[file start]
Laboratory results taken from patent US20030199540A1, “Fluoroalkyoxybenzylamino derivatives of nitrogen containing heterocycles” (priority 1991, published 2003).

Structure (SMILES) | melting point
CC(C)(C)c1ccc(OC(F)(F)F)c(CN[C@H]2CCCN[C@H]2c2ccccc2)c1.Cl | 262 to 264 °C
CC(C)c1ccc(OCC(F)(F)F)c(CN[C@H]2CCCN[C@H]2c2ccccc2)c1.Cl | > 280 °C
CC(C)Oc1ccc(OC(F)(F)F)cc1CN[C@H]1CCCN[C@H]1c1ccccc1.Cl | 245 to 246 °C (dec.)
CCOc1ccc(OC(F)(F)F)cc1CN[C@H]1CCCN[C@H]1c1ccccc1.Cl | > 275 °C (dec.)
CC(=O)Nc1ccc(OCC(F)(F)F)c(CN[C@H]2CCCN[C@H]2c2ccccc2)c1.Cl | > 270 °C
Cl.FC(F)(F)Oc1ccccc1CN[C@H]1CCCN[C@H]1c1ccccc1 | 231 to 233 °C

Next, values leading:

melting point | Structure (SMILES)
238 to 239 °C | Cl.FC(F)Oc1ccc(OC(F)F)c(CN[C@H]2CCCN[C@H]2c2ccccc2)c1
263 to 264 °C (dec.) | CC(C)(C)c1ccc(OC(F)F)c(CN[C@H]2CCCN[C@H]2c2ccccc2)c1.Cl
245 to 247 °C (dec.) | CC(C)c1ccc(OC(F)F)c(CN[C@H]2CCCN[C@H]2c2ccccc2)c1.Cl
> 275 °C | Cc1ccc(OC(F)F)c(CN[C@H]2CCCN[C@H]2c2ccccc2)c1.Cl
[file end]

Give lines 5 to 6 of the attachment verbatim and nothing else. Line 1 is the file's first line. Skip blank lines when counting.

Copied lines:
CC(C)Oc1ccc(OC(F)(F)F)cc1CN[C@H]1CCCN[C@H]1c1ccccc1.Cl | 245 to 246 °C (dec.)
CCOc1ccc(OC(F)(F)F)cc1CN[C@H]1CCCN[C@H]1c1ccccc1.Cl | > 275 °C (dec.)